The effort to highlight a program to bolster union workers comes as Democrats hope to pick up a U.S. Senate seat in Ohio, where a strong showing with working class voters could play pivotal role.
Republican Rob Portman is leaving the Senate after two terms. Vying to replace him are Democratic Rep. Tim Ryan and Republican J.D. Vance, the author of the memoir “Hillbilly Elegy” who secured an endorsement during the primary from Trump. Ohio voters backed Trump in 2016 and 2020, with his margin of victory each time at roughly eight percentage points.
While Biden boasts of steady job growth — unemployment sits at 3.6% — Americans have largely been discontented with the Democratic president’s handling of the economy as inflation continues to rise, interest rates increase and the stock market wobbles. Just 28 percent approve of Biden’s stewardship of the economy, down from 51% a year ago, according to an AP-NORC Center for Public Affairs Research poll published last week.
Biden has made extensive commitments to boost Ohio’s economy. But his efforts suffered a recent setback as Intel postponed the July 22 groundbreaking for a computer chip plant near the state capital of Columbus. The decision came after a planned investment of more than $50 billion in the semiconductor industry stalled in Congress.
Senate Republican leader Mitch McConnell said on Twitter last week that he would block the computer chip bill if congressional Democrats pursue passage of their budget and domestic agenda as planned in the face of Republican opposition.
Biden has highlighted the planned computer chip plant as a commitment to U.S. manufacturing, part of the message he hopes to stress by aiding pensions for plant workers.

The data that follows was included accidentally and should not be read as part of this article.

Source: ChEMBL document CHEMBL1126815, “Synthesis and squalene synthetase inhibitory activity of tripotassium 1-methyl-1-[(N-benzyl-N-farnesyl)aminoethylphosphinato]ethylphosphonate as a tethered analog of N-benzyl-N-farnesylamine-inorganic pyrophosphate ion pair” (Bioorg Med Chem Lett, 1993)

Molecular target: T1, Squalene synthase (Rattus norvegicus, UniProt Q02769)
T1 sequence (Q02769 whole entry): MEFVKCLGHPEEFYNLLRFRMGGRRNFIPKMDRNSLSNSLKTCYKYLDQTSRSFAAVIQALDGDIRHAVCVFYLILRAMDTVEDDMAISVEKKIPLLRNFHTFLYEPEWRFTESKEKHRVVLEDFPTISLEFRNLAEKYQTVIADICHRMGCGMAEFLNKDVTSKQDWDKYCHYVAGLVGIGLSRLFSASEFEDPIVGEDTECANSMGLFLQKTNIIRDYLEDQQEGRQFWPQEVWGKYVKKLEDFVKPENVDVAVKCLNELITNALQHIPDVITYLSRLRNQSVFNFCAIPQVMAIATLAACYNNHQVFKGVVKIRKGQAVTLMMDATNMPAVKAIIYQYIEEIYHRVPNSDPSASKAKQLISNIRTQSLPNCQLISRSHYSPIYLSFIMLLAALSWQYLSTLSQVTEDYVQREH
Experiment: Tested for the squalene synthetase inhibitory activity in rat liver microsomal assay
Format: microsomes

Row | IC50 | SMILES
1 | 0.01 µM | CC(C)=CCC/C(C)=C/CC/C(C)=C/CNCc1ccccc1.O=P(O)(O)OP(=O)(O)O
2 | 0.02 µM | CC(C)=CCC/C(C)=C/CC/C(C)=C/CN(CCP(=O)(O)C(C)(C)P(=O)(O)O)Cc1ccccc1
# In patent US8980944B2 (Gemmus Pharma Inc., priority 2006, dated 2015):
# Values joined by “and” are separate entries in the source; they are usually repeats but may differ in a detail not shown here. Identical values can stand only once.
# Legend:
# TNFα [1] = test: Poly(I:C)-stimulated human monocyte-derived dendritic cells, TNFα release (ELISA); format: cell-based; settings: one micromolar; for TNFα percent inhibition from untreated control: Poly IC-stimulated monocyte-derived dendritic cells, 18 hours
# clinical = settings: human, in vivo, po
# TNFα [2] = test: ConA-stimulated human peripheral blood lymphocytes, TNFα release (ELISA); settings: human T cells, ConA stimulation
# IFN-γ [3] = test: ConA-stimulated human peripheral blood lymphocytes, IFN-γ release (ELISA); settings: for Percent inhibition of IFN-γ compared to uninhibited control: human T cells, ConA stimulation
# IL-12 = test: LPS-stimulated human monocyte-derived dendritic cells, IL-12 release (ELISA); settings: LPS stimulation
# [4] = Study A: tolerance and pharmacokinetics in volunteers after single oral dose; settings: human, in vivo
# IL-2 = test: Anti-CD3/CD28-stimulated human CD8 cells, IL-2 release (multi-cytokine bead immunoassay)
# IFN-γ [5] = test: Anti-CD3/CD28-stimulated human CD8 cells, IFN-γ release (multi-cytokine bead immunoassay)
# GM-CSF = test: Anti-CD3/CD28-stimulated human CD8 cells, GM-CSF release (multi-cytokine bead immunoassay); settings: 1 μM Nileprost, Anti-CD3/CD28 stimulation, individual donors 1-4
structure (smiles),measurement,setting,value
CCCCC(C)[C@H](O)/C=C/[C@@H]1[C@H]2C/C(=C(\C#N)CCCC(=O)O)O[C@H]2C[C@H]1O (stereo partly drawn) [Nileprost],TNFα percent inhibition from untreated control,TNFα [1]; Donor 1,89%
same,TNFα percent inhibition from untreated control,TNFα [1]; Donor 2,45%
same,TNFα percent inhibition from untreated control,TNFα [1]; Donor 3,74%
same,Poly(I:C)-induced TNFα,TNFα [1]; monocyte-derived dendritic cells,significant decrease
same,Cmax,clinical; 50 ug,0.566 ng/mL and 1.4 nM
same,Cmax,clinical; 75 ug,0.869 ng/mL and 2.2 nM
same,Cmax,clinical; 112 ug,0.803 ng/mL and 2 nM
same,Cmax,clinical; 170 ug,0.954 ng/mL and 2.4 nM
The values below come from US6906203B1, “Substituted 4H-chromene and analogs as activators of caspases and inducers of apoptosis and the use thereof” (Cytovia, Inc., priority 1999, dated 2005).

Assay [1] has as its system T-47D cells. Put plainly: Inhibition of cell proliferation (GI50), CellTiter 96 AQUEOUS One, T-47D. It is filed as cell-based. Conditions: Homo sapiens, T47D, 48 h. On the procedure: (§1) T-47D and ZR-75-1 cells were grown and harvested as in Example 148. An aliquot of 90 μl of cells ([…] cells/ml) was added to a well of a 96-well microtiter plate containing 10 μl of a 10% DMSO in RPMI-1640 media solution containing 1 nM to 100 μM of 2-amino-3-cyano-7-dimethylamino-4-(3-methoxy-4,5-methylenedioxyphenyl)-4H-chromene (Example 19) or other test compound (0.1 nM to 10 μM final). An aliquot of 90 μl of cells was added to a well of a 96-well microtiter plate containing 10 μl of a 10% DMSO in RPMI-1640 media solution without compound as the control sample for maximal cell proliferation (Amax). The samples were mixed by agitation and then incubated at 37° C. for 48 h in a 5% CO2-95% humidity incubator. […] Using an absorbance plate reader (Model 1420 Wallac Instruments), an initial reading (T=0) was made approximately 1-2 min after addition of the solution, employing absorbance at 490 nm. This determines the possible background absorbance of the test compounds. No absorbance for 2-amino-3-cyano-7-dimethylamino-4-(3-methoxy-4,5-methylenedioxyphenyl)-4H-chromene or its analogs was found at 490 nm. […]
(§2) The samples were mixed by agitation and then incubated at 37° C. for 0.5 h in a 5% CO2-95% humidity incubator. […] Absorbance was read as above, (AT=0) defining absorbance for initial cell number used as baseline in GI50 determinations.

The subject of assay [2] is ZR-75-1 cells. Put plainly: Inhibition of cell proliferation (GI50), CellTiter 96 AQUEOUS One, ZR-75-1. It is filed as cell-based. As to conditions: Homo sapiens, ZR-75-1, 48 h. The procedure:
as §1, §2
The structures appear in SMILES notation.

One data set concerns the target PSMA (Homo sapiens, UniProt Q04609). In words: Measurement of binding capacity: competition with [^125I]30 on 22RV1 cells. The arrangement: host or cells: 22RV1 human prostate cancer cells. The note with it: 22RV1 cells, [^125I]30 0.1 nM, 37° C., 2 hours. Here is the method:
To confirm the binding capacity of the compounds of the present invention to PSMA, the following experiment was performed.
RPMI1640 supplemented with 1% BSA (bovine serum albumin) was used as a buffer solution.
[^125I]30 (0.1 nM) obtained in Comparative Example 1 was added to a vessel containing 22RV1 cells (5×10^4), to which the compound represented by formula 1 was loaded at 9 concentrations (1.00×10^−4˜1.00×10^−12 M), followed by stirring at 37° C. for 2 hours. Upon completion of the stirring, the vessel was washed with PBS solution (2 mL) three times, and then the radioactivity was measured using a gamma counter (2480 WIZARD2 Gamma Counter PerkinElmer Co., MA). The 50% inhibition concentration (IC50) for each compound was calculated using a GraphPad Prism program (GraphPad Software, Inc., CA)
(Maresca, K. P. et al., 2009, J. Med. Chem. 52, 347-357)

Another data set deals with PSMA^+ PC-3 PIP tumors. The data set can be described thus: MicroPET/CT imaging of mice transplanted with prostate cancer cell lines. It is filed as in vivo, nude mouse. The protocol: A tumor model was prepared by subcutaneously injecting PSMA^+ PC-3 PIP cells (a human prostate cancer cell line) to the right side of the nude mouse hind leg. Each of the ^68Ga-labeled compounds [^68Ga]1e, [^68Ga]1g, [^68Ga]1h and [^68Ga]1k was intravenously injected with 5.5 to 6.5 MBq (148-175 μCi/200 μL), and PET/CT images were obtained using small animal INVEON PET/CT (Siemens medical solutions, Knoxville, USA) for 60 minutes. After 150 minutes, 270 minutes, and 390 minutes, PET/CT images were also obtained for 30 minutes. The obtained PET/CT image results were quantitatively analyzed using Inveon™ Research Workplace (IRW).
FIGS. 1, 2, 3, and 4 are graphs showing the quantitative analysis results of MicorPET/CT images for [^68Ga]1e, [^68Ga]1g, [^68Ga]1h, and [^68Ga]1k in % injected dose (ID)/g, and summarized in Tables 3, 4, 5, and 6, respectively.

His efforts to fund the distressed pensions would extend the solvency of the government’s PBGC multiemployer insurance program from 2026 to 2055. Full benefits would be restored to 80,000 workers and retirees who have had their benefits cut.
Biden has often emphasized his administration’s efforts supporting trade union members, who are a major part of his political identity. The president likes to proclaim that the middle class built America and that “unions built the middle class.” In an April speech to union workers in Washington, he offered support for Amazon employees in Staten Island, New York, who had voted to form a union by declaring, “By the way, Amazon, here we come. Watch.”
In May, during an International Brotherhood of Electrical Workers Conference, Biden derided Trump, as “the great MAGA king,” poking fun at the former president’s “Make America Great” campaign slogan that has resonated with many blue-collar voters in the industrial Midwest.
He is hitting repeatedly on an economic theme against Republicans heading into November’s midterm elections, saying that the GOP for all its criticism of him has few tangible solutions to major policy problems facing the country, including spiking inflation.
AP writer Julie Carr Smyth contributed from Columbus, Ohio.